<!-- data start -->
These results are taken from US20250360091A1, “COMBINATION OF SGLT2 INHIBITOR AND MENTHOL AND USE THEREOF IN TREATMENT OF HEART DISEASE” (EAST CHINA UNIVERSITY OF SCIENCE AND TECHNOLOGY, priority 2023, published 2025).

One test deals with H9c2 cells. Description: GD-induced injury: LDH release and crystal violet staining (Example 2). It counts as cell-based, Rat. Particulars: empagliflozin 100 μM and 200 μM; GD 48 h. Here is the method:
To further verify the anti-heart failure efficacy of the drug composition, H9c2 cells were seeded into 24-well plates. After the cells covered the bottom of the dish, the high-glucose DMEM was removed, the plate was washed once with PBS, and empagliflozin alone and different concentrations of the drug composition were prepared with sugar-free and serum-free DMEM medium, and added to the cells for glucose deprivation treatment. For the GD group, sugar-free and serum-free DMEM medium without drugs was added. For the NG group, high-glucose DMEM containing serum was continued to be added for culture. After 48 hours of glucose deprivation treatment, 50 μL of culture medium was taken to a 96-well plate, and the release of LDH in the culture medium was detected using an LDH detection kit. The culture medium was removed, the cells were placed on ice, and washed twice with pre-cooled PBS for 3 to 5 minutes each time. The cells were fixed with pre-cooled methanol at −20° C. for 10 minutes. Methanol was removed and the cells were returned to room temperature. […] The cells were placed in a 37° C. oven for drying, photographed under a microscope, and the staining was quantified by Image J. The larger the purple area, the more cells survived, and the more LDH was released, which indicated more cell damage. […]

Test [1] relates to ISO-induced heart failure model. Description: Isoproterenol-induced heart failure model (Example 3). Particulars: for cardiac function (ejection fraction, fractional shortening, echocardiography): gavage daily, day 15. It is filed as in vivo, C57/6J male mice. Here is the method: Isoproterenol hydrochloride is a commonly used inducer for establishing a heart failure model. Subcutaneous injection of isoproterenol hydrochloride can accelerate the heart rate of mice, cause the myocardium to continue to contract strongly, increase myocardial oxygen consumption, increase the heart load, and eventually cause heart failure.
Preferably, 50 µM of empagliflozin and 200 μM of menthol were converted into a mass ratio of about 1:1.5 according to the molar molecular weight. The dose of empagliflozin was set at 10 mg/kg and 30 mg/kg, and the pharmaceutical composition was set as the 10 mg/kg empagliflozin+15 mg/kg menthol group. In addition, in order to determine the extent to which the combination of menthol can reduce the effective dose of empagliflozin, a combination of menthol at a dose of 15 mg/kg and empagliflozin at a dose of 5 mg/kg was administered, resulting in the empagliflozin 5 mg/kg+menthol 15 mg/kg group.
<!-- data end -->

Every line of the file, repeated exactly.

These results are taken from US20250360091A1, “COMBINATION OF SGLT2 INHIBITOR AND MENTHOL AND USE THEREOF IN TREATMENT OF HEART DISEASE” (EAST CHINA UNIVERSITY OF SCIENCE AND TECHNOLOGY, priority 2023, published 2025).

One test deals with H9c2 cells. Description: GD-induced injury: LDH release and crystal violet staining (Example 2). It counts as cell-based, Rat. Particulars: empagliflozin 100 μM and 200 μM; GD 48 h. Here is the method:
To further verify the anti-heart failure efficacy of the drug composition, H9c2 cells were seeded into 24-well plates. After the cells covered the bottom of the dish, the high-glucose DMEM was removed, the plate was washed once with PBS, and empagliflozin alone and different concentrations of the drug composition were prepared with sugar-free and serum-free DMEM medium, and added to the cells for glucose deprivation treatment. For the GD group, sugar-free and serum-free DMEM medium without drugs was added. For the NG group, high-glucose DMEM containing serum was continued to be added for culture. After 48 hours of glucose deprivation treatment, 50 μL of culture medium was taken to a 96-well plate, and the release of LDH in the culture medium was detected using an LDH detection kit. The culture medium was removed, the cells were placed on ice, and washed twice with pre-cooled PBS for 3 to 5 minutes each time. The cells were fixed with pre-cooled methanol at −20° C. for 10 minutes. Methanol was removed and the cells were returned to room temperature. […] The cells were placed in a 37° C. oven for drying, photographed under a microscope, and the staining was quantified by Image J. The larger the purple area, the more cells survived, and the more LDH was released, which indicated more cell damage. […]

Test [1] relates to ISO-induced heart failure model. Description: Isoproterenol-induced heart failure model (Example 3). Particulars: for cardiac function (ejection fraction, fractional shortening, echocardiography): gavage daily, day 15. It is filed as in vivo, C57/6J male mice. Here is the method: Isoproterenol hydrochloride is a commonly used inducer for establishing a heart failure model. Subcutaneous injection of isoproterenol hydrochloride can accelerate the heart rate of mice, cause the myocardium to continue to contract strongly, increase myocardial oxygen consumption, increase the heart load, and eventually cause heart failure.
Preferably, 50 µM of empagliflozin and 200 μM of menthol were converted into a mass ratio of about 1:1.5 according to the molar molecular weight. The dose of empagliflozin was set at 10 mg/kg and 30 mg/kg, and the pharmaceutical composition was set as the 10 mg/kg empagliflozin+15 mg/kg menthol group. In addition, in order to determine the extent to which the combination of menthol can reduce the effective dose of empagliflozin, a combination of menthol at a dose of 15 mg/kg and empagliflozin at a dose of 5 mg/kg was administered, resulting in the empagliflozin 5 mg/kg+menthol 15 mg/kg group.